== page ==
Currently, we have just a few plants available, Cilantro, Artichoke, and Green Cabbage. By the end of April, we should have Broccoli, Cauliflower, Kale, Red Cabbage, Tomato, Lettuce, Basil, Eggplant, Watermelon, Cucumber, Pumpkin among others.

We had no idea what kind of a world we'd be in when we decided to do this. We had no way of knowing that people will be looking at the possibility of a home garden in a new light.

As you can see, the majority of the plants are not available yet, but if you go to the Facebook page and "Like" it, we'll keep you up to date on which plants are available. You can also contact us through the site to ask questions.

Check out Taylor Academy Plants! Come on--it'll grow on you.

(okay, that was bad...)

Thursday, April 2, 2020

Karma Chesnut's "Unfit"...A Book Review

Unfit by [Chesnut, Karma]

One of the most challenging events in any new family's life is preparing for the birth of a baby. Imagine facing this exciting, yet daunting arrival while living in a dystopian hell-scape where humans deemed until are imprisoned and sterilized. In Karma Chesnut's debut novel, Unfit, a family faces laws, family pressures and conditions--barbaric by today's standards, but considered reasonable at times through history--to try and find a way to be together.

Chesnut crafts a terrifying post-pandemic world where a person's physical worthiness determines not only their place in society, but what rights and opportunities they have. The decisions made in the story are logical (based on the society's warped sense of duty and correctness...), and well-developed. The reader gets a sense that something like this could actually happen, mostly because cultures have made such decisions in the past...polygamy, eugenics, etc.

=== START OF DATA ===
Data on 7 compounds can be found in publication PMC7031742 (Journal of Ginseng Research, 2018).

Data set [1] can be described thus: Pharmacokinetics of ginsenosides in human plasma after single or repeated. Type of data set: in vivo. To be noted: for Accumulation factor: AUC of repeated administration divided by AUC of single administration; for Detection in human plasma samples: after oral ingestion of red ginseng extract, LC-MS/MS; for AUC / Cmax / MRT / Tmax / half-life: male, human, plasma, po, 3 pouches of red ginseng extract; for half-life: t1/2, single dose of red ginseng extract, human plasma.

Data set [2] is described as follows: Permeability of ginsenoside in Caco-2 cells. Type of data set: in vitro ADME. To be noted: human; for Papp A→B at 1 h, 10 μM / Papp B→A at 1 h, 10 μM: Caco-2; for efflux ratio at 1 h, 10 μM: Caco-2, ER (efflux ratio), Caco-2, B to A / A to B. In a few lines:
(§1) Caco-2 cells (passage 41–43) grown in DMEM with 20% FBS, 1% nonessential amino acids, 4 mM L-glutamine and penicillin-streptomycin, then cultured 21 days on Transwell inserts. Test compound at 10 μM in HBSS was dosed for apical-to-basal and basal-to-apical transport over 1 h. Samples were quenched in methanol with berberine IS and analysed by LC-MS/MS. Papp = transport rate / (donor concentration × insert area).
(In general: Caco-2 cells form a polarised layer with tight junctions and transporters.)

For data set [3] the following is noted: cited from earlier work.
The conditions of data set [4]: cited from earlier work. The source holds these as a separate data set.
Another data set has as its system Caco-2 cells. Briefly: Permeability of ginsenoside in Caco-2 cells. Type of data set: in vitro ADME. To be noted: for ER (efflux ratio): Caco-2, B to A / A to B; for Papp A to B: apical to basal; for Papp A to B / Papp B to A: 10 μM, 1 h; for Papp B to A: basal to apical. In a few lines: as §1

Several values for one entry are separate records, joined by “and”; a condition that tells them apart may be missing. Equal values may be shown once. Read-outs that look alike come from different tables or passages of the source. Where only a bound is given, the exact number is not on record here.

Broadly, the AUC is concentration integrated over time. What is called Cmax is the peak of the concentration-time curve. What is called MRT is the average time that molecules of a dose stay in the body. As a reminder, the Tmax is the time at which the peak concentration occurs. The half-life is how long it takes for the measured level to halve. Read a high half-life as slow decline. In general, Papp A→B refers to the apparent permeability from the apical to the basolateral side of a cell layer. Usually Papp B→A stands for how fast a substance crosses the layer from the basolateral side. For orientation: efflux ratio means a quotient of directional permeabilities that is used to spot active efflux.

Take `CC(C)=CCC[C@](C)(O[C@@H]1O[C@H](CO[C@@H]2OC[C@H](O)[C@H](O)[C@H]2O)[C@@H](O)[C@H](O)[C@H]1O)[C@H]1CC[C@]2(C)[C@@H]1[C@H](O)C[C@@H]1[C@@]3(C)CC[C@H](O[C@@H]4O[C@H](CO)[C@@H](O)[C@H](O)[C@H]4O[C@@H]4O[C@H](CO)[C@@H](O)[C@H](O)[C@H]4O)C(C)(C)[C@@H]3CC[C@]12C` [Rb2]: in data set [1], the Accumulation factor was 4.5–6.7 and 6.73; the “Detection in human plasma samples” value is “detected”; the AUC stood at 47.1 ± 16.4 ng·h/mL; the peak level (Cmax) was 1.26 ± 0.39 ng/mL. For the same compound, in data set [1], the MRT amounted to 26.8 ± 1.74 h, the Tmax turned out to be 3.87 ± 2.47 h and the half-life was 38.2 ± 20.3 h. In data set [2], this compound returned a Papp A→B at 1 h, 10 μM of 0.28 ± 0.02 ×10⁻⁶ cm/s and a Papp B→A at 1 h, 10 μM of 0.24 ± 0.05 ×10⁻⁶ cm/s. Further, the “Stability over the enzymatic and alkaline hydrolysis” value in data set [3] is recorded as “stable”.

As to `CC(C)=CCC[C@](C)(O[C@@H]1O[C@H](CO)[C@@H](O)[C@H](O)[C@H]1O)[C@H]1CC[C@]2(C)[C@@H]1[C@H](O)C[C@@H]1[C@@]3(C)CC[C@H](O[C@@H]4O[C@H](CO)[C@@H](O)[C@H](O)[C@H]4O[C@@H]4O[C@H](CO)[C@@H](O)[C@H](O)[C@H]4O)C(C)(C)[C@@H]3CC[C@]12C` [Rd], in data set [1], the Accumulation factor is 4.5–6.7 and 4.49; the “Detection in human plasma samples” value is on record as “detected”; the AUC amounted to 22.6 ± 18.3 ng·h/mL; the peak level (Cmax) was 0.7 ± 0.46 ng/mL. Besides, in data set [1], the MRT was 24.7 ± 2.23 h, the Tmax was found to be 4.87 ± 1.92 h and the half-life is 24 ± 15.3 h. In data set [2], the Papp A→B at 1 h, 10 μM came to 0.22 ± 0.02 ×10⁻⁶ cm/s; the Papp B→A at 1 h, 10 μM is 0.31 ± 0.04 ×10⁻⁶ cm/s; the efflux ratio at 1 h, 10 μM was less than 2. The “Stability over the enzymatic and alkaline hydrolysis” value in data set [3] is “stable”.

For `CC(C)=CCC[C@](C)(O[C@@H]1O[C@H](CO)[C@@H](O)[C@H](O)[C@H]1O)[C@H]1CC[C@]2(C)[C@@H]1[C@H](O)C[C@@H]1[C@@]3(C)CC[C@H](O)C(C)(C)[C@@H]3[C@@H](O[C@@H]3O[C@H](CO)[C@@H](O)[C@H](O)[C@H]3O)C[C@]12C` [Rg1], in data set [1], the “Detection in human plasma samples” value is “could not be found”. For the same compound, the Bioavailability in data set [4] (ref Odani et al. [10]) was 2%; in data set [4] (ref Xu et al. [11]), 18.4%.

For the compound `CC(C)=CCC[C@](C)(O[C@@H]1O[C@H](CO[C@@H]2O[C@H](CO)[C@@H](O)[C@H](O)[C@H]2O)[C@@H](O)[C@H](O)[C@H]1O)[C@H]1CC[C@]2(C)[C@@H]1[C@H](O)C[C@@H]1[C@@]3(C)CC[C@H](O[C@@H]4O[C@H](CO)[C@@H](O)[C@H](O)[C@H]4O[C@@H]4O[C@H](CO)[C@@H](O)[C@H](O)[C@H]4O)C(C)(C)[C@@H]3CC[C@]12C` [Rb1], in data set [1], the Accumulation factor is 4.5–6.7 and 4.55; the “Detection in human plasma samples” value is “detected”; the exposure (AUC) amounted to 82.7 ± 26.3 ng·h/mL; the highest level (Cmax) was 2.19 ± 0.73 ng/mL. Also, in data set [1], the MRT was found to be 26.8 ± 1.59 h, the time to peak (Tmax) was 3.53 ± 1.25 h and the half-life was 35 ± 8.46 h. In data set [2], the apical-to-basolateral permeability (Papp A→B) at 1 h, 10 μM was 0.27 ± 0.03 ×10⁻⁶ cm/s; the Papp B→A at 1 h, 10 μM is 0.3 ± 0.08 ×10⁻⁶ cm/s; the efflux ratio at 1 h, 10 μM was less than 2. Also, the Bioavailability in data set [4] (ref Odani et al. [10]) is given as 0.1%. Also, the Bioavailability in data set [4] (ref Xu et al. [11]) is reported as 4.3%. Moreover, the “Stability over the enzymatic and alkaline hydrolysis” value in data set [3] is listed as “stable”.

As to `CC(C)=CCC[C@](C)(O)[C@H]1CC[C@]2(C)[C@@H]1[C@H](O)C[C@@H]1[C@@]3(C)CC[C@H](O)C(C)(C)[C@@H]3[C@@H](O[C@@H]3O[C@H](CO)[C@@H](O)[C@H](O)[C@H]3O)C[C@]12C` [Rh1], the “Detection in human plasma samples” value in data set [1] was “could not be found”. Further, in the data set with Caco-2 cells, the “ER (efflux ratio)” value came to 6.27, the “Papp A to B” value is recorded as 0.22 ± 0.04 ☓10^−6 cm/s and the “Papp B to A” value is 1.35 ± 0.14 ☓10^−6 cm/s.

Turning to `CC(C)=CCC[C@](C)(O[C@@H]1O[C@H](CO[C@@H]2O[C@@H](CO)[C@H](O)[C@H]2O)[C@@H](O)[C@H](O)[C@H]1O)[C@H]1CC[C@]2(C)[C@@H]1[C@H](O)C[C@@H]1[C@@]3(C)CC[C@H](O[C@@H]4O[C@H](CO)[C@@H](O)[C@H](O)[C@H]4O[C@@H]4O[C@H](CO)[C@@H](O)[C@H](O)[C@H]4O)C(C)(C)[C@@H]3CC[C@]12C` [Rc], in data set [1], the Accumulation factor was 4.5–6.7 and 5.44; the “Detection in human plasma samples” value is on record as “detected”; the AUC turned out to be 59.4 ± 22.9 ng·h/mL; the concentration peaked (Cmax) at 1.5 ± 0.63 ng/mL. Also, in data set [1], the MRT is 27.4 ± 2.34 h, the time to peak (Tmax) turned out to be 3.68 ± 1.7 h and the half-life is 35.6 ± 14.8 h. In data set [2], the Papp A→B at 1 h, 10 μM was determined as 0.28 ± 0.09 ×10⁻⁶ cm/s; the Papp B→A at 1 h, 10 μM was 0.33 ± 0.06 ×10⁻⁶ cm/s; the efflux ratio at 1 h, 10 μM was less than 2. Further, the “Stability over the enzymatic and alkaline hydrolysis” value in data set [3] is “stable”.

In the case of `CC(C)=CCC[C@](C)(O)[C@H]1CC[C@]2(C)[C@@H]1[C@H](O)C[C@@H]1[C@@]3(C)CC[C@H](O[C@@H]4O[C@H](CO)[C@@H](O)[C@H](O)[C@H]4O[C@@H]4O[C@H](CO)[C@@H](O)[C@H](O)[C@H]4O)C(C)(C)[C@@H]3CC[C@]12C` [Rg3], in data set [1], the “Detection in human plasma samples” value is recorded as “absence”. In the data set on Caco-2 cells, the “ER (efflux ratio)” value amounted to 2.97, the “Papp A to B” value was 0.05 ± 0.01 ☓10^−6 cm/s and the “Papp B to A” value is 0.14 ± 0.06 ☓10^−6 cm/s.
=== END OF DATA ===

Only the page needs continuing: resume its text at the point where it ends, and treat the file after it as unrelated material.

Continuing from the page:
I know dystopian novels were all the rage ten - fifteen years ago. And, they still may be. I haven't kept up on the genre since reading the Hunger Games and Divergent series. These stories succeeded due in part to the strength of the storyline and the well-roundedness of the characters. Unfit shares many of these traits. Because of how humans have acted in the past, it's completely believable that they would copy and reintroduce atrocities from the past into future societies. To me, that's what makes Unfit so frightening, is that this nightmare could happen, because it has happened before.

Unfit is available April 7th. You can access the author's website: HERE. It's incredible that Chesnut's story is being released now, at a time never-before experienced. If you like stories of courage, survival, and the enduring human spirit, give Unfit a chance. It's a good one!

Karma Chesnut